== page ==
3. Mother (마더): Mother is a movie that's brimming with cultural satire, family melodrama and swift suspense. There's not a wasted scene and the payoff at the end, is nothing short of (visual) brilliance. From the opening scene to the haunting final shot, we know what this film is about and yet, we're also completely lost with nearly every scene unfolding more unpredictably than the one before it. It makes sense but it doesn't, it's heartbreaking but maddening, melodramatic but mesmerizing. Mother is the year's best, genre-bending, cinema-as-paradox film. South Korean filmmaker Bong Joon-ho (Memories of Murder, The Host) proves he's one of today's great directors as Mother is his grandest and greatest achievement to date. It's like his earlier nuanced, Seven-meets-Zodiac, Memories of Murder remade, 10 years later. Only better. In some sense, it's a film that gives us a glimpse of the future possibilities of cinema and narrative storytelling in a digital age. By tapping into themes of savvy adolescent techno-literacy, poverty, and a Korean mother's (a dazzling performance by Kim Hye-ja that makes Natalie Portman in Black Swan look like amateur acting, a shame she was snubbed in the Best Actress Oscar race) relationship to her one-and-only son, Bong Joon-ho has made a thriller like no other. If Alfred Hitchcock directed Memento, Mother would be its movie-child.

2. Toy Story 3: Jürgen Moltmann would be proud. This is, basically, his theological treatise book, "Theology of Play," translated onto the 21st century big screen. If that means nothing to you, then let me just say this: this movie is loads of fun, entertaining and giddily funny, and in the end, reminds us all never to lose that child-like sense of wonder and, well, play. Academy Award-winning screenwriter Michael Arndt (Little Miss Sunshine) has crafted another comic masterpiece, combining the light and dark sides of humanity into one, seemingly effortless cinematic story. It's the most surprising (and the most touching) of all the Toy Story films, as it comments not just about the loss of childhood, but the loss of play (and imagination) in today's society. For the most beautiful story-metaphors, look no further than to Pixar's Toy Story 3. To quote one of my favorite critics from Entertainment Weekly, the film is a "salute to the magic of making believe." By the film's end, we all do.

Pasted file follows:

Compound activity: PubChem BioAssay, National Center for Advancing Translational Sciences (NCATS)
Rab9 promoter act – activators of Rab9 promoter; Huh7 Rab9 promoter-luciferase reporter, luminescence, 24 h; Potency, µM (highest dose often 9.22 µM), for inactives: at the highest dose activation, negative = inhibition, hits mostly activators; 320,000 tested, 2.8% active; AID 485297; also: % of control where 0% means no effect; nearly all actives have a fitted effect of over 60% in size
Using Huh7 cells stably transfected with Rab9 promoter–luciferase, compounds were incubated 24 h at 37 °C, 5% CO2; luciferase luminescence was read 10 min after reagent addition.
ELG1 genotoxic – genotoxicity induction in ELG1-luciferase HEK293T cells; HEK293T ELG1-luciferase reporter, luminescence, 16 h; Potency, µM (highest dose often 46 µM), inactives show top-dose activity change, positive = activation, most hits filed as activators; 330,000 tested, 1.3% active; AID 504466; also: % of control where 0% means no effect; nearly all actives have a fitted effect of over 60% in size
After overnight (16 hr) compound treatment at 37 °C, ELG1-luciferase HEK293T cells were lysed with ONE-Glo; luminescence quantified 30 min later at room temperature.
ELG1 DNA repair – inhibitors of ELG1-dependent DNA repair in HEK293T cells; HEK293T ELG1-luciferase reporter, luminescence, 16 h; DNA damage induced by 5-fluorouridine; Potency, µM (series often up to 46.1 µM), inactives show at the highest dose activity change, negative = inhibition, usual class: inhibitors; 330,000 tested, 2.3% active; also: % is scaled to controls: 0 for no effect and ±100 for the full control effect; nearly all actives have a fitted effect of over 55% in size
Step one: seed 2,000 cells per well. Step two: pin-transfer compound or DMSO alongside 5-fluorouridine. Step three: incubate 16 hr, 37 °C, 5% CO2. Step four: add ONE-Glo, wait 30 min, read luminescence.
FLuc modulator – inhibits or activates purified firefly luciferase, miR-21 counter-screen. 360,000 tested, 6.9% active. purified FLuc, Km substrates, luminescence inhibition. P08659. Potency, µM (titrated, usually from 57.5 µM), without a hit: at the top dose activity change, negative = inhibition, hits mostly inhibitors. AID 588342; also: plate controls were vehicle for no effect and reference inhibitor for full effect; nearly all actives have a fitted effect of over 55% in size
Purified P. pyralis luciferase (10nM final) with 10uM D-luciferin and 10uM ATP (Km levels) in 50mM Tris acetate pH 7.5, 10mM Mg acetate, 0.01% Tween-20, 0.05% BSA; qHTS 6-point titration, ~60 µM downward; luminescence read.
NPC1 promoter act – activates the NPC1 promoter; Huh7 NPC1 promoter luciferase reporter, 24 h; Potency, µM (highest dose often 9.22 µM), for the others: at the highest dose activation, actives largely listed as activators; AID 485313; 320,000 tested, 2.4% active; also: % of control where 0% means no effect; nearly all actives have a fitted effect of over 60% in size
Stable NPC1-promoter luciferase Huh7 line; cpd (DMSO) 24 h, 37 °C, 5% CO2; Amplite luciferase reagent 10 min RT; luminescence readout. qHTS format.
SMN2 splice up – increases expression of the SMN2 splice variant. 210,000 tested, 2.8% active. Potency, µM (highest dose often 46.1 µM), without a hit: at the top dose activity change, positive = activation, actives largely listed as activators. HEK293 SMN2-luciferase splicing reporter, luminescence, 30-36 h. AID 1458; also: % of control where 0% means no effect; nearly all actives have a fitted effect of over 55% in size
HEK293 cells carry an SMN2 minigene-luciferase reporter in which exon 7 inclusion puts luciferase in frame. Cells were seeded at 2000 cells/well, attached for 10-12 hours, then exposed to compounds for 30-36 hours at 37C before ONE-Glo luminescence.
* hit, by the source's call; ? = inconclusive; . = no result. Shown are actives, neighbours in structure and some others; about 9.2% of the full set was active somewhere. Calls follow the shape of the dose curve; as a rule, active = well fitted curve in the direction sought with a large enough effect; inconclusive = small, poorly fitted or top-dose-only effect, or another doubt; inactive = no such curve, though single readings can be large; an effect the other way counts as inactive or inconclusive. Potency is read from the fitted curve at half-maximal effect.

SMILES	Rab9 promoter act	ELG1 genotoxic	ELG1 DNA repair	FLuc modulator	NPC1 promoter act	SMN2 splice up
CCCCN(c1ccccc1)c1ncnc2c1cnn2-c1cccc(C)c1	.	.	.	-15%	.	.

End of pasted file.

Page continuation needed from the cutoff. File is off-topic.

Blue Valentine: When I walked out of Blue Valentine, I didn't see it as the year's best film. It has its flaws, its story structure issues, its emotional holes here and there. But it's a film that lingers and stays with you, in the most uncomfortable (and surprising) way. Drawing slightly (stylistically/in editing) from Jean-Luc Godard's Breathless and in mood/story from Eternal Sunshine of the Spotless Mind, Blue Valentine is the kind of experimental, art-house film that breaks your heart, the way a Tom Waits song does. Yet, through its relentless, raw flashback-flashpresent narrative, there's a kind of romance presence here that is bursting with chemistry and full of life. There are moments--several scenes, in fact--that made me smile like I was watching the most romantic moment from my life played out right in front of me, courtesy of two of the year's most underrated performances (Ryan Gosling and Michelle Williams). This is what movies are supposed to do, and Blue Valentine does it well. At the same time, there are other moments that make you cringe, the inner felt aftershock of a blow to the stomach. Blue Valentine isn't so much a story as it is an experience. An experience into the past of a relationship (and every past/present-romantic relationship of its audience) juxtaposed against the future all tied together with a song that (although it is 'their song') quickly becomes our song, too. It's like a symbol standing for the hope that exists between any couple who are too battered and beat up and tired to find hope within their love again. Or perhaps, for the first time. Although it's an extremely difficult film to watch (and is for adults only, to be sure), it captures the spot as the best and my favorite film of the year because it's so paradoxically human. A film that will haunt me and stay with me, forever.